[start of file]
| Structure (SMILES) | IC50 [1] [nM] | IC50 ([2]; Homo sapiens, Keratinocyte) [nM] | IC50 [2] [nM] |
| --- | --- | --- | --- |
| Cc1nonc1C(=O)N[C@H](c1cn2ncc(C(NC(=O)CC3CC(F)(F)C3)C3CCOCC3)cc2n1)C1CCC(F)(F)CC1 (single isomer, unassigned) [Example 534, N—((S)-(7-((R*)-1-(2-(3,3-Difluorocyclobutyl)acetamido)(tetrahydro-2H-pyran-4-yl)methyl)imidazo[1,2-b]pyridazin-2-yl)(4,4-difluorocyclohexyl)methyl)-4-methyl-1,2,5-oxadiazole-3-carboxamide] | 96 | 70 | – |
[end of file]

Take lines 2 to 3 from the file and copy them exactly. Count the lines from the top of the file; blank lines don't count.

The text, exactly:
| --- | --- | --- | --- |
| Cc1nonc1C(=O)N[C@H](c1cn2ncc(C(NC(=O)CC3CC(F)(F)C3)C3CCOCC3)cc2n1)C1CCC(F)(F)CC1 (single isomer, unassigned) [Example 534, N—((S)-(7-((R*)-1-(2-(3,3-Difluorocyclobutyl)acetamido)(tetrahydro-2H-pyran-4-yl)methyl)imidazo[1,2-b]pyridazin-2-yl)(4,4-difluorocyclohexyl)methyl)-4-methyl-1,2,5-oxadiazole-3-carboxamide] | 96 | 70 | – |